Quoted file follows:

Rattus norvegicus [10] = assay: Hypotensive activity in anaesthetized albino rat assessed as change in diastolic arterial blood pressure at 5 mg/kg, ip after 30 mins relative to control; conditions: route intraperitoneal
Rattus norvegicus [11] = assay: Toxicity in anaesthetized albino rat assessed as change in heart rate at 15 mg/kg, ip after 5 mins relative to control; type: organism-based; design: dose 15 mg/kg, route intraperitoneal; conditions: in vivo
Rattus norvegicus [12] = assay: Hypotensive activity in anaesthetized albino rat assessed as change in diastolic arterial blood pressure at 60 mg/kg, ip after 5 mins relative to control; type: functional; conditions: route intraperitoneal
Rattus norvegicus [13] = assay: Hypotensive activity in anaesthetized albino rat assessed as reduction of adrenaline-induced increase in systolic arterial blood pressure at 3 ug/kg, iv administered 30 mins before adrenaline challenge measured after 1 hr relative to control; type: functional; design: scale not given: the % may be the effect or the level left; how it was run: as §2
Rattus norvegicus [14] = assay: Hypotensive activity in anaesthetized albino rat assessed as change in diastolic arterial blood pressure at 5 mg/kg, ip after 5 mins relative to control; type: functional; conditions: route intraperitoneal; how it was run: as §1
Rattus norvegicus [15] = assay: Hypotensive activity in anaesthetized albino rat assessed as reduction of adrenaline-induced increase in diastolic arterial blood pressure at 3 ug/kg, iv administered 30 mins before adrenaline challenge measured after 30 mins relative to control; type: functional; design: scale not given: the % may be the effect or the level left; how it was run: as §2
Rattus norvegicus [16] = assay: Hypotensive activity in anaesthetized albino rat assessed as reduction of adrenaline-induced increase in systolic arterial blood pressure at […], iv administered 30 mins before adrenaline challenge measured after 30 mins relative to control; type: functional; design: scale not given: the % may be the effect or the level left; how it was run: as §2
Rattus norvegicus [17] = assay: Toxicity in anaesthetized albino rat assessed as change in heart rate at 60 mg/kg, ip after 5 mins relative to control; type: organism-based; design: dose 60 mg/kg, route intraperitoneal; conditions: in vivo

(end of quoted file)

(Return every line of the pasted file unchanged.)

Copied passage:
Rattus norvegicus [10] = assay: Hypotensive activity in anaesthetized albino rat assessed as change in diastolic arterial blood pressure at 5 mg/kg, ip after 30 mins relative to control; conditions: route intraperitoneal
Rattus norvegicus [11] = assay: Toxicity in anaesthetized albino rat assessed as change in heart rate at 15 mg/kg, ip after 5 mins relative to control; type: organism-based; design: dose 15 mg/kg, route intraperitoneal; conditions: in vivo
Rattus norvegicus [12] = assay: Hypotensive activity in anaesthetized albino rat assessed as change in diastolic arterial blood pressure at 60 mg/kg, ip after 5 mins relative to control; type: functional; conditions: route intraperitoneal
Rattus norvegicus [13] = assay: Hypotensive activity in anaesthetized albino rat assessed as reduction of adrenaline-induced increase in systolic arterial blood pressure at 3 ug/kg, iv administered 30 mins before adrenaline challenge measured after 1 hr relative to control; type: functional; design: scale not given: the % may be the effect or the level left; how it was run: as §2
Rattus norvegicus [14] = assay: Hypotensive activity in anaesthetized albino rat assessed as change in diastolic arterial blood pressure at 5 mg/kg, ip after 5 mins relative to control; type: functional; conditions: route intraperitoneal; how it was run: as §1
Rattus norvegicus [15] = assay: Hypotensive activity in anaesthetized albino rat assessed as reduction of adrenaline-induced increase in diastolic arterial blood pressure at 3 ug/kg, iv administered 30 mins before adrenaline challenge measured after 30 mins relative to control; type: functional; design: scale not given: the % may be the effect or the level left; how it was run: as §2
Rattus norvegicus [16] = assay: Hypotensive activity in anaesthetized albino rat assessed as reduction of adrenaline-induced increase in systolic arterial blood pressure at […], iv administered 30 mins before adrenaline challenge measured after 30 mins relative to control; type: functional; design: scale not given: the % may be the effect or the level left; how it was run: as §2
Rattus norvegicus [17] = assay: Toxicity in anaesthetized albino rat assessed as change in heart rate at 60 mg/kg, ip after 5 mins relative to control; type: organism-based; design: dose 60 mg/kg, route intraperitoneal; conditions: in vivo